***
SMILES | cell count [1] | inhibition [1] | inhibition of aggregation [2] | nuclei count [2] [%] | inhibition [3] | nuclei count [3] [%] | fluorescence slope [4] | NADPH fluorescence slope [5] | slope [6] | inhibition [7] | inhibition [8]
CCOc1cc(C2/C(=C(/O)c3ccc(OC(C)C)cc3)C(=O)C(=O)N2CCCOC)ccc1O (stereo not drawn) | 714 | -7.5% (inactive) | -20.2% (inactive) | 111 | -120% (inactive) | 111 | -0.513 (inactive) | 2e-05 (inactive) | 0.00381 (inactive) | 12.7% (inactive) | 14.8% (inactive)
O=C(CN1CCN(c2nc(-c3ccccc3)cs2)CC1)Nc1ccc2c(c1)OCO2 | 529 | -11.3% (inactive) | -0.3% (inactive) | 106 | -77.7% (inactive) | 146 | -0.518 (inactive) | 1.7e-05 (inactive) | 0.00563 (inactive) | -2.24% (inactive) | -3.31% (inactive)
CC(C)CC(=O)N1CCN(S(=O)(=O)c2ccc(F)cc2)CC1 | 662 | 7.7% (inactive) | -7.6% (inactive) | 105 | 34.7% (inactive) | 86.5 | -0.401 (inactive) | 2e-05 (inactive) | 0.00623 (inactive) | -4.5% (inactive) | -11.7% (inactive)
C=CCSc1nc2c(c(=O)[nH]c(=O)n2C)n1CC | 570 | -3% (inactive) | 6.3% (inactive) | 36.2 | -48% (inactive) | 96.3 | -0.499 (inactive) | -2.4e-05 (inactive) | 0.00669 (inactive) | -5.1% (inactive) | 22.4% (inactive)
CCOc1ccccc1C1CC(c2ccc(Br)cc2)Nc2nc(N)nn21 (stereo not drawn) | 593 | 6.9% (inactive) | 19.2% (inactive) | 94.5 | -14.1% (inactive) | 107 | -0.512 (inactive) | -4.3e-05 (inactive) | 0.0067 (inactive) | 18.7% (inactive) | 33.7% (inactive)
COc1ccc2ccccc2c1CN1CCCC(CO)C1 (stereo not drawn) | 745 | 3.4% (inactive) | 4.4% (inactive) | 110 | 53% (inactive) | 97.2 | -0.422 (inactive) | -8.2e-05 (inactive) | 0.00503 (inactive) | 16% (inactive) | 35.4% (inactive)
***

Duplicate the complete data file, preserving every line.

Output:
SMILES | cell count [1] | inhibition [1] | inhibition of aggregation [2] | nuclei count [2] [%] | inhibition [3] | nuclei count [3] [%] | fluorescence slope [4] | NADPH fluorescence slope [5] | slope [6] | inhibition [7] | inhibition [8]
CCOc1cc(C2/C(=C(/O)c3ccc(OC(C)C)cc3)C(=O)C(=O)N2CCCOC)ccc1O (stereo not drawn) | 714 | -7.5% (inactive) | -20.2% (inactive) | 111 | -120% (inactive) | 111 | -0.513 (inactive) | 2e-05 (inactive) | 0.00381 (inactive) | 12.7% (inactive) | 14.8% (inactive)
O=C(CN1CCN(c2nc(-c3ccccc3)cs2)CC1)Nc1ccc2c(c1)OCO2 | 529 | -11.3% (inactive) | -0.3% (inactive) | 106 | -77.7% (inactive) | 146 | -0.518 (inactive) | 1.7e-05 (inactive) | 0.00563 (inactive) | -2.24% (inactive) | -3.31% (inactive)
CC(C)CC(=O)N1CCN(S(=O)(=O)c2ccc(F)cc2)CC1 | 662 | 7.7% (inactive) | -7.6% (inactive) | 105 | 34.7% (inactive) | 86.5 | -0.401 (inactive) | 2e-05 (inactive) | 0.00623 (inactive) | -4.5% (inactive) | -11.7% (inactive)
C=CCSc1nc2c(c(=O)[nH]c(=O)n2C)n1CC | 570 | -3% (inactive) | 6.3% (inactive) | 36.2 | -48% (inactive) | 96.3 | -0.499 (inactive) | -2.4e-05 (inactive) | 0.00669 (inactive) | -5.1% (inactive) | 22.4% (inactive)
CCOc1ccccc1C1CC(c2ccc(Br)cc2)Nc2nc(N)nn21 (stereo not drawn) | 593 | 6.9% (inactive) | 19.2% (inactive) | 94.5 | -14.1% (inactive) | 107 | -0.512 (inactive) | -4.3e-05 (inactive) | 0.0067 (inactive) | 18.7% (inactive) | 33.7% (inactive)
COc1ccc2ccccc2c1CN1CCCC(CO)C1 (stereo not drawn) | 745 | 3.4% (inactive) | 4.4% (inactive) | 110 | 53% (inactive) | 97.2 | -0.422 (inactive) | -8.2e-05 (inactive) | 0.00503 (inactive) | 16% (inactive) | 35.4% (inactive)